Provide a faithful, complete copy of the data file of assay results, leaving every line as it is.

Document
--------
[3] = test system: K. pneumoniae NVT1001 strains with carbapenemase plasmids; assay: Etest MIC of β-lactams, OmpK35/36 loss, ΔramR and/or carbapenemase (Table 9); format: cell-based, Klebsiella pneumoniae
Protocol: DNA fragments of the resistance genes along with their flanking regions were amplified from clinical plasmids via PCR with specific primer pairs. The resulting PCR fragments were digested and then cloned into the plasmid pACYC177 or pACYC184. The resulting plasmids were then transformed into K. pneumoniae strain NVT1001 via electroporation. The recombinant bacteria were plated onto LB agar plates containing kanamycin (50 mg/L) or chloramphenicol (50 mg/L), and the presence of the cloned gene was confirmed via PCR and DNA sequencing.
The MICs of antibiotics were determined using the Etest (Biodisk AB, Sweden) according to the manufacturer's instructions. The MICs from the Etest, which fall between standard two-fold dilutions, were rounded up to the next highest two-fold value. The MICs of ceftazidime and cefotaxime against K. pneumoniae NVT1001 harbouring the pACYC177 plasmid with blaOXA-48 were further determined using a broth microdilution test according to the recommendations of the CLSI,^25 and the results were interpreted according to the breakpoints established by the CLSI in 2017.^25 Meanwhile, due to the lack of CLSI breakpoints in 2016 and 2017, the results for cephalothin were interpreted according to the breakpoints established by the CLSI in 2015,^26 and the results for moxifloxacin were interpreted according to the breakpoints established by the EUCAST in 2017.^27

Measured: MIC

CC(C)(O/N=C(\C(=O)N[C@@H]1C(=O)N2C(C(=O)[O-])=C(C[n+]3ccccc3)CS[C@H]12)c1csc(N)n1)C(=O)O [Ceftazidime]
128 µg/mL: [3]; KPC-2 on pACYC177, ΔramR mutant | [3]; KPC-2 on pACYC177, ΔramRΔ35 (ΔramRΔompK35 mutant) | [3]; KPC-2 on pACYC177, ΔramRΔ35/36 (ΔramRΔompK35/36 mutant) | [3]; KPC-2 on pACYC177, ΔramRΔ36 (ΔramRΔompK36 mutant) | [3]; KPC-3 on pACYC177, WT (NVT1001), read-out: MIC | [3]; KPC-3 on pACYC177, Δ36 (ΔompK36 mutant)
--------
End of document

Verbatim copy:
[3] = test system: K. pneumoniae NVT1001 strains with carbapenemase plasmids; assay: Etest MIC of β-lactams, OmpK35/36 loss, ΔramR and/or carbapenemase (Table 9); format: cell-based, Klebsiella pneumoniae
Protocol: DNA fragments of the resistance genes along with their flanking regions were amplified from clinical plasmids via PCR with specific primer pairs. The resulting PCR fragments were digested and then cloned into the plasmid pACYC177 or pACYC184. The resulting plasmids were then transformed into K. pneumoniae strain NVT1001 via electroporation. The recombinant bacteria were plated onto LB agar plates containing kanamycin (50 mg/L) or chloramphenicol (50 mg/L), and the presence of the cloned gene was confirmed via PCR and DNA sequencing.
The MICs of antibiotics were determined using the Etest (Biodisk AB, Sweden) according to the manufacturer's instructions. The MICs from the Etest, which fall between standard two-fold dilutions, were rounded up to the next highest two-fold value. The MICs of ceftazidime and cefotaxime against K. pneumoniae NVT1001 harbouring the pACYC177 plasmid with blaOXA-48 were further determined using a broth microdilution test according to the recommendations of the CLSI,^25 and the results were interpreted according to the breakpoints established by the CLSI in 2017.^25 Meanwhile, due to the lack of CLSI breakpoints in 2016 and 2017, the results for cephalothin were interpreted according to the breakpoints established by the CLSI in 2015,^26 and the results for moxifloxacin were interpreted according to the breakpoints established by the EUCAST in 2017.^27

Measured: MIC

CC(C)(O/N=C(\C(=O)N[C@@H]1C(=O)N2C(C(=O)[O-])=C(C[n+]3ccccc3)CS[C@H]12)c1csc(N)n1)C(=O)O [Ceftazidime]
128 µg/mL: [3]; KPC-2 on pACYC177, ΔramR mutant | [3]; KPC-2 on pACYC177, ΔramRΔ35 (ΔramRΔompK35 mutant) | [3]; KPC-2 on pACYC177, ΔramRΔ35/36 (ΔramRΔompK35/36 mutant) | [3]; KPC-2 on pACYC177, ΔramRΔ36 (ΔramRΔompK36 mutant) | [3]; KPC-3 on pACYC177, WT (NVT1001), read-out: MIC | [3]; KPC-3 on pACYC177, Δ36 (ΔompK36 mutant)